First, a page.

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Abstract: Over this century ocean dead zones are expected to dramatically increase in number. This paper reviews articles describing how climate change will impact ocean dead zones. These studies show that there are many aspects of climate change that affect dead zones. Primarily, an increase in temperature on dead zones, examined in depth in this review, will to lead to the expansion of dead zones through mechanisms such as stratification. Other aspects of climate change, such as changes in patterns of precipitation and changes in ocean circulation, will also affect ocean dead zones, though currently not enough research exists to say definitively how. Overall, the studies reviewed suggest that climate change will cause dead zones to spread globally.

The development of palaeotsunami research

S. Skripsky \ Oceans First, Issue 2, 2015, pgs. 10-16.

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Abstract:

Over the last thirty years, the study of palaeotsunamis has received increasing attention. A palaeotsunami is a tsunami that happened in the distant past that there is no written record of. This paper will review the progress achieved and obstacles encountered in this field of palaeotsunamis. It will review how techniques, such as optical dating and radiocarbon dating, are used on coastal sediments to expand our understanding of palaeotsunamis. The main study sites discussed in this paper are located in New Zealand and British Columbia because these regions have different coastal deposits. By studying palaeotsunamis, researchers are able to better model and predict future tsunamis. Future ambition for this field of study is using palaeotsunami data to create a worldwide tsunami risk assessment, and being able to distinguish between sediments produced by palaeotsunamis or palaeostorms.

Variations in oxygen level in relation to temperature in the hydrothermal vents of the Juan de Fuca Ridge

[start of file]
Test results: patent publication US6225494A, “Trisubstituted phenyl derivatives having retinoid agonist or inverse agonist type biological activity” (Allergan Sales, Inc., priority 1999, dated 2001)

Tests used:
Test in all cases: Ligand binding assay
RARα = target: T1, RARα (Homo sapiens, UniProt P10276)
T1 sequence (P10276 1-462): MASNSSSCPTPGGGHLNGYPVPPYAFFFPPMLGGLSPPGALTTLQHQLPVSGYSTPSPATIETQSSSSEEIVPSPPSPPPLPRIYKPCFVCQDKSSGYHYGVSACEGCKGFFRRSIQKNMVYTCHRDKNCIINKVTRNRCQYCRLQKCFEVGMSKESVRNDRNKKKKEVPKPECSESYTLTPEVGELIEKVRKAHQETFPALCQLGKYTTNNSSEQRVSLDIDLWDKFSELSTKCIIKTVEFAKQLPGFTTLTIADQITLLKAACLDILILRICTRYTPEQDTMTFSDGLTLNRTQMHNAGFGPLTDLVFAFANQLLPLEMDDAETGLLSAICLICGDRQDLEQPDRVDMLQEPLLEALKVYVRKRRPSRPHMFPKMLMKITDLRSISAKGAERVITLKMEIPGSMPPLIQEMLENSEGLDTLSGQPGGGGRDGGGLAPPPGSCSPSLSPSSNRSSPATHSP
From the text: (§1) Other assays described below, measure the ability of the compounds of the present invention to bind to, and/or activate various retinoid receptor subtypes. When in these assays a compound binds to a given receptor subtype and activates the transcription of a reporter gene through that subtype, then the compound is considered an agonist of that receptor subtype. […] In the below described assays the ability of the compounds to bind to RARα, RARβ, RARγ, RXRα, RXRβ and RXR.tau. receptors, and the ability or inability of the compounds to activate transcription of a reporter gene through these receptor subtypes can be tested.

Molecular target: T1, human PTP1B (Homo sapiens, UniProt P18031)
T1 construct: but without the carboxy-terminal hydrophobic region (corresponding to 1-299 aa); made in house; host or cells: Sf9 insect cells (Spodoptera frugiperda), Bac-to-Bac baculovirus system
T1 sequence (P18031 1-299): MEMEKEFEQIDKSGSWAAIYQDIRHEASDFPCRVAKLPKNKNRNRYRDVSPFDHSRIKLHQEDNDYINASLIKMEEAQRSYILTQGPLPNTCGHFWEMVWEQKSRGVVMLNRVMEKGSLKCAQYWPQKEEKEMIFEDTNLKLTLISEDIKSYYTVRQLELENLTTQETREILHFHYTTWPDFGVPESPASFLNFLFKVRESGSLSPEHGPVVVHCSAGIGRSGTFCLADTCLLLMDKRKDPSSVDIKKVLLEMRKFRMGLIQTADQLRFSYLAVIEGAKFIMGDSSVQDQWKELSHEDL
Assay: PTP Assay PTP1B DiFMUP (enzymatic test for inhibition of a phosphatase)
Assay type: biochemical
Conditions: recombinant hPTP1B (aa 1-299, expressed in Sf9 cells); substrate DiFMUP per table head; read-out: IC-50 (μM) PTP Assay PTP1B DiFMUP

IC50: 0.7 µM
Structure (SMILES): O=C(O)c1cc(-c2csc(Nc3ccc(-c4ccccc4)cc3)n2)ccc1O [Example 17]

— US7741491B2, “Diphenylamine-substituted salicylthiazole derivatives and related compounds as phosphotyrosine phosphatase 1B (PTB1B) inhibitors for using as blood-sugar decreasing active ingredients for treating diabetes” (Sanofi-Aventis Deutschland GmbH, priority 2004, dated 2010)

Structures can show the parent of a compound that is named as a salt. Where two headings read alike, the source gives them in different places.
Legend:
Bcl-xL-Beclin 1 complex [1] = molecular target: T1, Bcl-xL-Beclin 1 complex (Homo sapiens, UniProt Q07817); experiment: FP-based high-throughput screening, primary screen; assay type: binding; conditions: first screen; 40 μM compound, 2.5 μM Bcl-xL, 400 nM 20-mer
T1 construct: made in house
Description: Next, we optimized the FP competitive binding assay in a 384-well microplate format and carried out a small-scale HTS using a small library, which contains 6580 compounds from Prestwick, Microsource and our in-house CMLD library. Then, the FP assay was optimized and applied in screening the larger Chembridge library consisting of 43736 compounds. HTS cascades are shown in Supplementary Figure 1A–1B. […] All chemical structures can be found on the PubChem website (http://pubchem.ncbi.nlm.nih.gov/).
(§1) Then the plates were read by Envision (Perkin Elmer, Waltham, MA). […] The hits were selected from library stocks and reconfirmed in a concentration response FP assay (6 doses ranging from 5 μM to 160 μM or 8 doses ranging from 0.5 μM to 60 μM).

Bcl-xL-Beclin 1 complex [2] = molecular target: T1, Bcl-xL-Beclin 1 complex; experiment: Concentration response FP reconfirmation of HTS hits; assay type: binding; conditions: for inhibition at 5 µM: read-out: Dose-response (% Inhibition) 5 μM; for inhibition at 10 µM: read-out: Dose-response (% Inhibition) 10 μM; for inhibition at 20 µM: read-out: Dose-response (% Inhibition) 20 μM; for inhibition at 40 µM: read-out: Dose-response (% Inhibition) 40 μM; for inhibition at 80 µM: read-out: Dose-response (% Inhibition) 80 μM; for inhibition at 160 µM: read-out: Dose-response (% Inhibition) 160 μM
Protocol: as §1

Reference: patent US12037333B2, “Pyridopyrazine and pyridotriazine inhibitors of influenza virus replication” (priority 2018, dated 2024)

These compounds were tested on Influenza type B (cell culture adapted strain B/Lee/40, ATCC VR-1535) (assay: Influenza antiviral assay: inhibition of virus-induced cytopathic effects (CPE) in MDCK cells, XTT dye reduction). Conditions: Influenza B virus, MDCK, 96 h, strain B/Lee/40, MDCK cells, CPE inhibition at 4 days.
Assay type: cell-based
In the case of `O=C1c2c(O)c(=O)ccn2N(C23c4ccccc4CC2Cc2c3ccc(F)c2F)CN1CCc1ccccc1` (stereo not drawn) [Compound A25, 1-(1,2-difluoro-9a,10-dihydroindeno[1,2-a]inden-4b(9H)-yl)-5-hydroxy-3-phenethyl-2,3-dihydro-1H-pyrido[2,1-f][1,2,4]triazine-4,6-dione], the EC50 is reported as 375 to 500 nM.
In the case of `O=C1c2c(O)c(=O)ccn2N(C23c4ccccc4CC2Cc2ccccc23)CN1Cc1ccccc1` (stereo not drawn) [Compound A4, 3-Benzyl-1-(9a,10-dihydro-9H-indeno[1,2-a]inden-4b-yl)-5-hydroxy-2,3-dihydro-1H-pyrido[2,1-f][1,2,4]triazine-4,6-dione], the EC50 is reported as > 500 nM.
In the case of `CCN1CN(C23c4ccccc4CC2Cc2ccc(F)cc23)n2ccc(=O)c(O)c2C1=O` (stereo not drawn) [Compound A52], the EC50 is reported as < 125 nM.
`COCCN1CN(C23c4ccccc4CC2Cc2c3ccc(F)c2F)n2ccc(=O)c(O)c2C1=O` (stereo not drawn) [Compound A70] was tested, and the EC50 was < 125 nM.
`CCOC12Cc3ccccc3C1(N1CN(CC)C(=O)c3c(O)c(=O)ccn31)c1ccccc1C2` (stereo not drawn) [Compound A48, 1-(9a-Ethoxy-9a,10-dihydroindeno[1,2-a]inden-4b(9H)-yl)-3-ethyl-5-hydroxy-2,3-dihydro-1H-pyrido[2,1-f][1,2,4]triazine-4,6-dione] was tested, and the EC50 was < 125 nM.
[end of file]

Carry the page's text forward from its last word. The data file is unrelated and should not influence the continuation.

N. Pentyliuk \ Oceans First, Issue 1, 2014, pgs. 51-58.

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Abstract:

Le Chatelier’s principle predicts that the heating of water decreases oxygen solubility, and the cooling of water causes an increase in oxygen solubility. This paper determined whether reject or not reject that principle at the hydrothermal vents. By recording and analysing both temperature and oxygen levels over time at the hydrothermal vents of the Main Endeavour Field, a correlation between oxygen level variation and temperature change was observed, where increase in one is correlated with a decrease in the other. This data and the conclusions of other research papers support the correlation between oxygen level variation and temperature. These conclusions highlight the concern that the chemical and physical gradients that the hydrothermal vent communities rely on could be severely affected by an increase in ocean temperature – an increase that may be due to anthropogenic activity.

Sea level rise in Halifax Harbour: A statistical analysis

P. Lombardi \ Oceans First, Issue 1, 2014, pgs. 20-25.

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Abstract:

Sea level rise in Halifax Harbour, Nova Scotia has been documented since 1896. It plays a vital role in harbour policy making and planning. The purpose of this paper is to outline the base sea level rise that can be expected in Halifax Harbour by 2100. This was accomplished through the use of statistical analysis of sea level data obtained from the Permanent Service for Mean Sea Level (PSMSL). A trend was derived using past annual mean sea level measurements which allowed a prediction to be made of a minimal rise in sea level of 30 cm by 2100. Acceleration agents were discussed to be taken into account by readers. The results of this study are to be used by policy makers, planners, and scientists as a tool to enact mitigation and future research.